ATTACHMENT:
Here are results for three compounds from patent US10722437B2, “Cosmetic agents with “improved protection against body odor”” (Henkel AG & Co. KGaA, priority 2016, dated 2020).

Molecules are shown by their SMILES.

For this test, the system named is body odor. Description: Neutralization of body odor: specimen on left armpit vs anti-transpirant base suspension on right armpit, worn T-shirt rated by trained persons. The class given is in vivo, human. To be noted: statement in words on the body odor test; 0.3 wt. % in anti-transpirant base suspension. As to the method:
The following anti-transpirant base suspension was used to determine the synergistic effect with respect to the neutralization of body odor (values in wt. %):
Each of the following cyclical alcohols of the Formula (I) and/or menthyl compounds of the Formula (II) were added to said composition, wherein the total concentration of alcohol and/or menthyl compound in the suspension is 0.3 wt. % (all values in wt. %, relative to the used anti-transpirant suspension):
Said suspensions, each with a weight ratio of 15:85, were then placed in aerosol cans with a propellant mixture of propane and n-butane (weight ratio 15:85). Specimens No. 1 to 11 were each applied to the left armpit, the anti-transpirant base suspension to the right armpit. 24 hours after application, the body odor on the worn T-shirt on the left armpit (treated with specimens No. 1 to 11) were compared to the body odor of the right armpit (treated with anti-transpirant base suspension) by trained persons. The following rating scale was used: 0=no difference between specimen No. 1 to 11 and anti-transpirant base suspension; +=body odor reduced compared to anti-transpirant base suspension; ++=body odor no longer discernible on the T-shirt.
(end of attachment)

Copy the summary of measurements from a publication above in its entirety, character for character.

Here are results for three compounds from patent US10722437B2, “Cosmetic agents with “improved protection against body odor”” (Henkel AG & Co. KGaA, priority 2016, dated 2020).

Molecules are shown by their SMILES.

For this test, the system named is body odor. Description: Neutralization of body odor: specimen on left armpit vs anti-transpirant base suspension on right armpit, worn T-shirt rated by trained persons. The class given is in vivo, human. To be noted: statement in words on the body odor test; 0.3 wt. % in anti-transpirant base suspension. As to the method:
The following anti-transpirant base suspension was used to determine the synergistic effect with respect to the neutralization of body odor (values in wt. %):
Each of the following cyclical alcohols of the Formula (I) and/or menthyl compounds of the Formula (II) were added to said composition, wherein the total concentration of alcohol and/or menthyl compound in the suspension is 0.3 wt. % (all values in wt. %, relative to the used anti-transpirant suspension):
Said suspensions, each with a weight ratio of 15:85, were then placed in aerosol cans with a propellant mixture of propane and n-butane (weight ratio 15:85). Specimens No. 1 to 11 were each applied to the left armpit, the anti-transpirant base suspension to the right armpit. 24 hours after application, the body odor on the worn T-shirt on the left armpit (treated with specimens No. 1 to 11) were compared to the body odor of the right armpit (treated with anti-transpirant base suspension) by trained persons. The following rating scale was used: 0=no difference between specimen No. 1 to 11 and anti-transpirant base suspension; +=body odor reduced compared to anti-transpirant base suspension; ++=body odor no longer discernible on the T-shirt.